What an absolutely stunning collection of stories to add to your Christmas shelves. I hope that there is something for everyone to enjoy and many will become firm favourites for future years.
Middle grade reads
“The Christmas Carrolls, The Christmas Club” by Mel Taylor-Bessant and Selom Sunu is the final part of the trilogy featuring the Christmas Carrolls, a family so fixated by the festive season that they try and include it in their lives for the whole of the year. Having won a competition in the previous book, they find themselves in New York, to take part in the Christmas parade; but then they receive a mysterious invitation to try and join the “Christmas Club”, something that they thought was just a fairy tale. A totally fantastic and exciting story that sees the family facing some of their greatest challenges yet. It is a totally fabulous series to get you into the Christmas spirit.
“Step Father Christmas” by L D Lapinski is about siblings Harper and Will, and what happens when their mother invites her new boyfriend to stay for Christmas. His name is Nick and he has grey hair and beard, which leaves Harper wondering whether he could actually be Father Christmas. This is a brilliant story for getting you in the festive mood and it has been written in 25 chapters, so you can use it as an Advent calendar to be read every day.
“Adventures of a Christmas Elf” by Ben Miller, illustrated by Chris Naylor and Daniela Jaglenka Terrazzini is the third in the series featuring Holly Claus and Tog, the Elf. After the excitement of book two, things seem to have settled down at the Workshop. But when Santa starts feeling tired and decides to take a short holiday, problems start to happen and the two young heroes step up to the challenge and save Christmas, yet again. It is a tale of redemption (for some) and also how important family can be.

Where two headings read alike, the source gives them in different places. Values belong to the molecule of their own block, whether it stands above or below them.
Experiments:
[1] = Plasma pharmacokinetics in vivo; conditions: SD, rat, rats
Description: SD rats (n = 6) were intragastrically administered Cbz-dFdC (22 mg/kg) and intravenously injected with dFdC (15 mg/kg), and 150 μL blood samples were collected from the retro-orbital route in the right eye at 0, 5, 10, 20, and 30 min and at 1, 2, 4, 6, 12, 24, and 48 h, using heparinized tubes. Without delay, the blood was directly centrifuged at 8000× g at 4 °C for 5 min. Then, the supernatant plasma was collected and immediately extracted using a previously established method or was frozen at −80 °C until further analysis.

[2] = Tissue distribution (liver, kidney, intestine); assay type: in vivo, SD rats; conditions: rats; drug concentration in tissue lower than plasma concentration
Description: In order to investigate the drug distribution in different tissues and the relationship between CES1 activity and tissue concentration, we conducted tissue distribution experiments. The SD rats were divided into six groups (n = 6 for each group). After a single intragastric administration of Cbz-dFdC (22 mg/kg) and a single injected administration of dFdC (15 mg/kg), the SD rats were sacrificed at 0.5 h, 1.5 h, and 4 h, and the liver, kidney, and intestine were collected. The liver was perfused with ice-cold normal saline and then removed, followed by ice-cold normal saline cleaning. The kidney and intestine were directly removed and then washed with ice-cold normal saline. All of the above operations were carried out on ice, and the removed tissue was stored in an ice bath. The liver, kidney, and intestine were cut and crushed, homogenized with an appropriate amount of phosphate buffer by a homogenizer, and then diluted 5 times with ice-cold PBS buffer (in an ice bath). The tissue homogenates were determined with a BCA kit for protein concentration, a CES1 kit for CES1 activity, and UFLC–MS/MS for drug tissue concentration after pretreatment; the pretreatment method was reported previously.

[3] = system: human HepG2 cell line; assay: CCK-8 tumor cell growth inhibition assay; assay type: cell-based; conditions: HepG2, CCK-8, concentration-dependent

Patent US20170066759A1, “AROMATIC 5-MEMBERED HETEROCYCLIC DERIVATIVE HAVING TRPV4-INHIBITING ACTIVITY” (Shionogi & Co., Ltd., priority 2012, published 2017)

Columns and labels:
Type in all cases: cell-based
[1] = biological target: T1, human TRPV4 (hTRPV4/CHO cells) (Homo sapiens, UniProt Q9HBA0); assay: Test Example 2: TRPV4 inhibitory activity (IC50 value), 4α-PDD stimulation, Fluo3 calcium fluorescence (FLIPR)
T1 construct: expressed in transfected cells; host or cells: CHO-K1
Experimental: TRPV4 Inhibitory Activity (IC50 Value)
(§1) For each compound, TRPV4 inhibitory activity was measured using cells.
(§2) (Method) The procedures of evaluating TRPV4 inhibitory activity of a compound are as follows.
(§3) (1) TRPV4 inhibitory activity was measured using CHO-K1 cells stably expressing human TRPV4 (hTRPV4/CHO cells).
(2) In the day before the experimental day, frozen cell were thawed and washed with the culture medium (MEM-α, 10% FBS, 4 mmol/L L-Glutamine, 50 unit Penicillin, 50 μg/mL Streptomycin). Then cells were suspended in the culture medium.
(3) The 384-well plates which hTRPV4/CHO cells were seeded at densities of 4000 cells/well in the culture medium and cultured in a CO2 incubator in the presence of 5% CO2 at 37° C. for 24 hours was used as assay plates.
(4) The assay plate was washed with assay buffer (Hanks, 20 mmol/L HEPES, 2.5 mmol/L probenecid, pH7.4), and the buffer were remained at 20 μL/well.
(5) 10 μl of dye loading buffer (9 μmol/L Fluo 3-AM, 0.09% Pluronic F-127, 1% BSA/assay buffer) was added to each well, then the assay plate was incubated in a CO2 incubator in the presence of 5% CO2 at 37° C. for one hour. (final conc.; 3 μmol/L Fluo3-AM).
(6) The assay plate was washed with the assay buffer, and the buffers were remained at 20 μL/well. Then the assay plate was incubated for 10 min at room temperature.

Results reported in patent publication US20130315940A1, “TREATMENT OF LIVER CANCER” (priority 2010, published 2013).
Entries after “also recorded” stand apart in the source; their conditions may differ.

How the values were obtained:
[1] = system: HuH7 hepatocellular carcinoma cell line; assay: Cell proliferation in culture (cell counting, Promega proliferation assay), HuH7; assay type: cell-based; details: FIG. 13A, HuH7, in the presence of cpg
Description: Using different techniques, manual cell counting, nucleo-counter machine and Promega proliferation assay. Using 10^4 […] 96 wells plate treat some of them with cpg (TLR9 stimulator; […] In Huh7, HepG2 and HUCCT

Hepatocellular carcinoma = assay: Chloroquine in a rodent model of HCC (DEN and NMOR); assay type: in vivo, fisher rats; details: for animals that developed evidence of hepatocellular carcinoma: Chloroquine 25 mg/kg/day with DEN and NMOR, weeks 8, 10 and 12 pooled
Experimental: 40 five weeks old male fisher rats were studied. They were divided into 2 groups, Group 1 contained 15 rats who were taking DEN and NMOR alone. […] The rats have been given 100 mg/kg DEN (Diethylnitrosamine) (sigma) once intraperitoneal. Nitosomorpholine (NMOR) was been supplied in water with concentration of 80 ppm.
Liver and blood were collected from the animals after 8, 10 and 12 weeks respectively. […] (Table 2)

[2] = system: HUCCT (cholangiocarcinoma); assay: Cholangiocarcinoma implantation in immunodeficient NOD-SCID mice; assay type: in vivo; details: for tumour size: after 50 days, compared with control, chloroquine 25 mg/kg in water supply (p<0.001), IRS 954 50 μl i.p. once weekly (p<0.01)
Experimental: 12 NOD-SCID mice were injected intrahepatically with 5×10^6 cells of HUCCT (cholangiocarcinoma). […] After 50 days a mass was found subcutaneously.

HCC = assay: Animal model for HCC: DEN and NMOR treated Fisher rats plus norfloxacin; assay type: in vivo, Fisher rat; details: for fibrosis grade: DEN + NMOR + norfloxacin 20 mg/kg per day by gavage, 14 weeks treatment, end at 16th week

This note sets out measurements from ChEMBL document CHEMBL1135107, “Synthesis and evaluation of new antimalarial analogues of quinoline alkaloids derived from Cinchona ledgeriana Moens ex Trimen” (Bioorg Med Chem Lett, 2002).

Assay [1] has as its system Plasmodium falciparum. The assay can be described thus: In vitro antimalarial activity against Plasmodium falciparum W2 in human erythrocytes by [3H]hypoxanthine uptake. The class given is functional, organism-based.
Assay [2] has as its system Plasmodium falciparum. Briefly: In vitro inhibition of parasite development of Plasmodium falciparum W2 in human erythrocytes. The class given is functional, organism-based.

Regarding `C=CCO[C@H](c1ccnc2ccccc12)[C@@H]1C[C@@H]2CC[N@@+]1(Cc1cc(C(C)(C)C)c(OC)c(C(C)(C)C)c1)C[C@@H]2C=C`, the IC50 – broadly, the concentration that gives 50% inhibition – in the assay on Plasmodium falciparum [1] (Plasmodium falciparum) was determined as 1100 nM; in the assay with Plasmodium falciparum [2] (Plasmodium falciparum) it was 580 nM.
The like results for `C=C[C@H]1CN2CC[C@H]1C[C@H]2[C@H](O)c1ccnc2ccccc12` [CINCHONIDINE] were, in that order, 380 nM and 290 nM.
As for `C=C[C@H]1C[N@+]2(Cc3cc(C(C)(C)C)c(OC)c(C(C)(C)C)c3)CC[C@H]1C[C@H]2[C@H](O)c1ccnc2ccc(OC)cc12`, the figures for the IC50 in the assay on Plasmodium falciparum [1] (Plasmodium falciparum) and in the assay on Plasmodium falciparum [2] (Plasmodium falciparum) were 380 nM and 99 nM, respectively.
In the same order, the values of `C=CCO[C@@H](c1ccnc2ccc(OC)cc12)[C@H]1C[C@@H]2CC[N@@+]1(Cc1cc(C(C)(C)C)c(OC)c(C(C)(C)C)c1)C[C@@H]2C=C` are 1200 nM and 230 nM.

“Juniper’s Christmas” by Eoin Colfer and Chaaya Prabhat is set in a world where Father Christmas has not been seen for ten years and children are forgetting about him. Some do remember the stories told by parents and long for Santa to reappear. Juniper lives with her mother, near one of the London parks, where her father had worked, but when her mother disappears she ask for help from one of the homeless people who find shelter in the wood. But then she discovers his secret, he is Father Christmas. This is a story about helping each other, friendship and evil people who are only interested in themselves. what a fantastic story and so very relevant in the world we inhabit at the moment.